Combination therapy in hypertension

J Am Soc Hypertens. Jan-Feb 2010;4(1):42-50. doi: 10.1016/j.jash.2010.02.005.

Abstract

The goal of antihypertensive therapy is to abolish the risks associated with blood pressure (BP) elevation without adversely affecting quality of life. Drug selection is based on efficacy in lowering BP and in reducing cardiovascular (CV) end points including stroke, myocardial infarction, and heart failure. Although the choice of initial drug therapy exerts some effect on long-term outcomes, it is evident that BP reduction per se is the primary determinant of CV risk reduction. Available data suggest that at least 75% of patients will require combination therapy to achieve contemporary BP targets, and increasing emphasis is being placed on the practical tasks involved in consistently achieving and maintaining goal BP in clinical practice. It is within this context that the American Society of Hypertension presents this Position Paper on Combination Therapy for Hypertension. It will address the scientific basis of combination therapy, present the pharmacologic rationale for choosing specific drug combinations, and review patient selection criteria for initial and secondary use. The advantages and disadvantages of single pill (fixed) drug combinations, and the implications of recent clinical trials involving specific combination strategies will also be discussed.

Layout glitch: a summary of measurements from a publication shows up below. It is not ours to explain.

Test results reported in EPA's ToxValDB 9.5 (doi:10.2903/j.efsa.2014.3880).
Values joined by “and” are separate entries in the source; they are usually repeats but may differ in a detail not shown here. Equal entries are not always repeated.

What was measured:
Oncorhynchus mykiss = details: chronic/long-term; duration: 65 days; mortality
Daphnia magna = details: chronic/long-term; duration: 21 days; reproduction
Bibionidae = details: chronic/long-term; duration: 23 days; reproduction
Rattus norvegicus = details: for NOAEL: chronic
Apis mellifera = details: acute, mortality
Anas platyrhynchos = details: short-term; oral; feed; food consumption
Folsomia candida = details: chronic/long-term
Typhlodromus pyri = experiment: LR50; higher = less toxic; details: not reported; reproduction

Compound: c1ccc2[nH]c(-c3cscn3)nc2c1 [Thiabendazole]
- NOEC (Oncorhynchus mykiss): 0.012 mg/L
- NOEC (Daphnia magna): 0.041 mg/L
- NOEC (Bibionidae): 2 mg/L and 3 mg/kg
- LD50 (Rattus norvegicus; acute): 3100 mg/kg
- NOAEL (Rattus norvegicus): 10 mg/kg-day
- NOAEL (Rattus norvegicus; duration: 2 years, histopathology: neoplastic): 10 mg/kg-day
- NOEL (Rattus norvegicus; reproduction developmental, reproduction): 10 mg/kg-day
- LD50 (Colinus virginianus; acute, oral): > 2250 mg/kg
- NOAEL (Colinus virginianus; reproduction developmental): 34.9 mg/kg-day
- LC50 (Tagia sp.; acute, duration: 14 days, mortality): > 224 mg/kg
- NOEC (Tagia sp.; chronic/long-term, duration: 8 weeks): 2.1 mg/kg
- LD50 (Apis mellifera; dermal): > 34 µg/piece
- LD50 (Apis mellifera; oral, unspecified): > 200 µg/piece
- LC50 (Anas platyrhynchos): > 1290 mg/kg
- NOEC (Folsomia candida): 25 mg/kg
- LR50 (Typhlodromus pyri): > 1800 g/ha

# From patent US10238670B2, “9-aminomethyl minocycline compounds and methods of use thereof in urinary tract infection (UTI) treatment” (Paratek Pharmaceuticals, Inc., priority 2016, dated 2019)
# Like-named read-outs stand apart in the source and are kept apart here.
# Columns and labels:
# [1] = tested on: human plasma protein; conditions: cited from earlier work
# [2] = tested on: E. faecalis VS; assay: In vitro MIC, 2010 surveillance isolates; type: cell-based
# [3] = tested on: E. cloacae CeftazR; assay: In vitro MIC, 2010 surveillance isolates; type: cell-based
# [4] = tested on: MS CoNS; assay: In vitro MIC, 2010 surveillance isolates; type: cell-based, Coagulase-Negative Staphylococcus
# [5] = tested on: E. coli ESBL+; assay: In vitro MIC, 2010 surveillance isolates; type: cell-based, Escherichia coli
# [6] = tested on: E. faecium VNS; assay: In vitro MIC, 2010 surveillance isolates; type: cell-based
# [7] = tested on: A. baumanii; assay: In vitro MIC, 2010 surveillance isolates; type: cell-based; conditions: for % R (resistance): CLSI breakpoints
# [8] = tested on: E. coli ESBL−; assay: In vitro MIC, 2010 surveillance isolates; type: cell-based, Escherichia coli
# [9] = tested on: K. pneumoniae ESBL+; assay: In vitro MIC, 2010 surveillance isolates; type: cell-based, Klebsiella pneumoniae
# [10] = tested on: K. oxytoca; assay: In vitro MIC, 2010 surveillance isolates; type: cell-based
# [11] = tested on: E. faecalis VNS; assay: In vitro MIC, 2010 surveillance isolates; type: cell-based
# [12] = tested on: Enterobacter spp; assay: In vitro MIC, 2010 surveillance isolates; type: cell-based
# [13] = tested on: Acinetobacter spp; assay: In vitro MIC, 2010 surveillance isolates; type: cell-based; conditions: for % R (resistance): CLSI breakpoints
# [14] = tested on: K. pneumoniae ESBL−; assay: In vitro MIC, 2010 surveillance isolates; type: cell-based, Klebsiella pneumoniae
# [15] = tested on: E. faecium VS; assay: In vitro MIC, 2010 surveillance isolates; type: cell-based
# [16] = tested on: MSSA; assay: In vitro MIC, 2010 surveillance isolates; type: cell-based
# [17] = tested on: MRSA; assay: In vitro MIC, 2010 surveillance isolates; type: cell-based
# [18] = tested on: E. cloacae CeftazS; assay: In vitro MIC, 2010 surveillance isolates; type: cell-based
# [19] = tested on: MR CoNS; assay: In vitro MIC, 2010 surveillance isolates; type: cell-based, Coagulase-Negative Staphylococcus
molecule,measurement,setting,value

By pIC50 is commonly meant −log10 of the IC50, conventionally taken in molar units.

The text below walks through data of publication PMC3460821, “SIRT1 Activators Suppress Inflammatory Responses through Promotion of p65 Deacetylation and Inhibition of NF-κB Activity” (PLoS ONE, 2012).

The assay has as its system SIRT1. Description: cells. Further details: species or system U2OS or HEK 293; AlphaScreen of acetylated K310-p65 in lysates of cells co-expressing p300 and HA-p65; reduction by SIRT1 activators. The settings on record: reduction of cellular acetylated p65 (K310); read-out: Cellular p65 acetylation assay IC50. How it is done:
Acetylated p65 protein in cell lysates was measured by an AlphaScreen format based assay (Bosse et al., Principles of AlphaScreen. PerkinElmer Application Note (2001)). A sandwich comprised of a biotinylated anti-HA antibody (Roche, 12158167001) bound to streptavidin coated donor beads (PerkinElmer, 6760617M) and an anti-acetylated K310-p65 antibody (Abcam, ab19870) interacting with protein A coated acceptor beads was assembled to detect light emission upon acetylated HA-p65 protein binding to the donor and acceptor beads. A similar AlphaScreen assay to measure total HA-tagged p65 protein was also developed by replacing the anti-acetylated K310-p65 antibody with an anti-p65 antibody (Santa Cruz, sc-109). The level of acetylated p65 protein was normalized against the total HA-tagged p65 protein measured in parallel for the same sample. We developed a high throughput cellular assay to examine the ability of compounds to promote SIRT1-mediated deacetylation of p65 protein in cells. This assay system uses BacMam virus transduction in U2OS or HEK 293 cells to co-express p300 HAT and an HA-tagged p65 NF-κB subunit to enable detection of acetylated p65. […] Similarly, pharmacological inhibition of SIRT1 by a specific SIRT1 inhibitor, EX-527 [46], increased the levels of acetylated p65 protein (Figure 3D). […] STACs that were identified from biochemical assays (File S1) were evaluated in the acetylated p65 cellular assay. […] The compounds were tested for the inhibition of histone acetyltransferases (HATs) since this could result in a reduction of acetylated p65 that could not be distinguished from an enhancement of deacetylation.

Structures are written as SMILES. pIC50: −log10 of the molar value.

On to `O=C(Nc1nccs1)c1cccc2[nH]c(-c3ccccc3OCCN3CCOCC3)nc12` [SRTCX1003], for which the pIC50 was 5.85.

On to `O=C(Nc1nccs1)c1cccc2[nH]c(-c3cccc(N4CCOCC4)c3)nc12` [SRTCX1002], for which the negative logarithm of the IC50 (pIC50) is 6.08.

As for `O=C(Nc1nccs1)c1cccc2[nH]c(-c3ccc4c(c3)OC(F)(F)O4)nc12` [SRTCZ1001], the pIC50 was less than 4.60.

Publication types

  • Practice Guideline

MeSH terms

  • Adrenergic alpha-Antagonists / therapeutic use
  • Adrenergic beta-Antagonists / therapeutic use
  • Angiotensin II Type 1 Receptor Blockers / therapeutic use
  • Angiotensin-Converting Enzyme Inhibitors / therapeutic use
  • Antihypertensive Agents / therapeutic use
  • Calcium Channel Blockers / therapeutic use
  • Clinical Trials as Topic
  • Diuretics / therapeutic use
  • Drug Therapy, Combination
  • Humans
  • Hypertension / drug therapy*
  • Hypokalemia / prevention & control
  • Medication Adherence
  • Patient Selection
  • Renin / antagonists & inhibitors

Substances

  • Adrenergic alpha-Antagonists
  • Adrenergic beta-Antagonists
  • Angiotensin II Type 1 Receptor Blockers
  • Angiotensin-Converting Enzyme Inhibitors
  • Antihypertensive Agents
  • Calcium Channel Blockers
  • Diuretics
  • Renin